‘My day with Gong Gong’ is the story of May, a little girl who has to spend a day with her Gong Gonga (maternal grandfather) She is not quite excited about the idea of spending time with him, her greatest fear being the language barrier. May can’t understand Chinese, while grandpa doesn’t speak much English.
Grandpa takes her for a walk, first to a shop and then a restaurant. She meets many of his friends and neighbors. They are friendly towards her, but May mistakes them to be laughing at her; because of her inability to understand the language. She is hungry, bored, frustrated and impatient. But she is in for a surprise when her grandpa understands her hunger and gives her favorite dim-sum and a toy monkey.
During the course of the day, May sheds her inhibitions, and develops a beautiful bond with her grandpa. She even greets his friends, and neighbors; responding to them in Chinese. She wraps her day with a warm hug to grandpa.
The illustrations by Elaine Chen are absolutely captivating, and a sure delight.
It’s a wonderful book for the lessons it teaches. It’s important to not forget one’s roots and ethnicity. And with patience, kindness and understanding one can bridge generation gap. End of the day, language need not be a barrier to forging relationships.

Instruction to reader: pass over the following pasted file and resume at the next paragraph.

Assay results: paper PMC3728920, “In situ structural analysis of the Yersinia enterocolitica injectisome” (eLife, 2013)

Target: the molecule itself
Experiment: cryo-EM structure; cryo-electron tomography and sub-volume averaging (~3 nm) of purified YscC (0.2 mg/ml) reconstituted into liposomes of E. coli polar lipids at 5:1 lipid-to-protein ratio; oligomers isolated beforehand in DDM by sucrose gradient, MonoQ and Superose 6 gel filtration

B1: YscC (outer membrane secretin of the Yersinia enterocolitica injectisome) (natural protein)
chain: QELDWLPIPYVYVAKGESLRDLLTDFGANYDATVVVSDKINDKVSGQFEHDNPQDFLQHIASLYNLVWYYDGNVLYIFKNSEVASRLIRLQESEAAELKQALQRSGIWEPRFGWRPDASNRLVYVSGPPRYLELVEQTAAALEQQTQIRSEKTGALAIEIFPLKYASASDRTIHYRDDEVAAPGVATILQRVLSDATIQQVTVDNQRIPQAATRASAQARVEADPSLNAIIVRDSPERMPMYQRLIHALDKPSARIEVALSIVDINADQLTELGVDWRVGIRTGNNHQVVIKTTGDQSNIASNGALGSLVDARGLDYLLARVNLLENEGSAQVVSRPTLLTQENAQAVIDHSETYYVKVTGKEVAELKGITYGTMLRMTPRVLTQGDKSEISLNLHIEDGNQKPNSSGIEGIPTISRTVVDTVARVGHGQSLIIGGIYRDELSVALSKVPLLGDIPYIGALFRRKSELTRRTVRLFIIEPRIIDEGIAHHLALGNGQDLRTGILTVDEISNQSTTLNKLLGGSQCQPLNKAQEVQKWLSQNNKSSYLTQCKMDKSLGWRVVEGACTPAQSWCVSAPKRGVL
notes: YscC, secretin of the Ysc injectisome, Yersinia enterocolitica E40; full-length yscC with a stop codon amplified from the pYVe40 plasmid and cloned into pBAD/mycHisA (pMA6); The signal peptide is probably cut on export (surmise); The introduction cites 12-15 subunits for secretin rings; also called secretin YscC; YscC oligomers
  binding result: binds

A delightful read, children will especially enjoy the book and learn valuable lessons.
I received this book from NetGalley in exchange for an honest review.
Wordsopedia rating 5/5
|Title: My Day with Gong Gong||Author: Sennah Yee|
|Publisher: Annick Press Ltd||Publication date: September 8, 2020|
|Genre: Fiction – Children’s||Format: Hardcover|
|ISBN: 9781773214290||No. of Pages: 36|
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About the Author
Sennah Yee is from Toronto, where she writes poetry, prose, and film criticism. She is the author of the poetry collection How Do I Look? (Metatron Press), which dissects pop culture through personal anecdotes, and the children’s book My Day With Gong Gong (Annick Press), a love letter to her grandpa and Chinatown.
She is a co-founder and the managing editor of the pop culture journal In The Mood, launching in 2021. She is also a poetry editor at Peach Mag. She produced the feature film Withdrawn, which was released on Netflix. Her Cinema & Media Studies Masters thesis focused on gendered robot design in popular media.
Though named after a Formula 1 driver, she has yet to get behind the wheel.
Get in touch with the author on her website.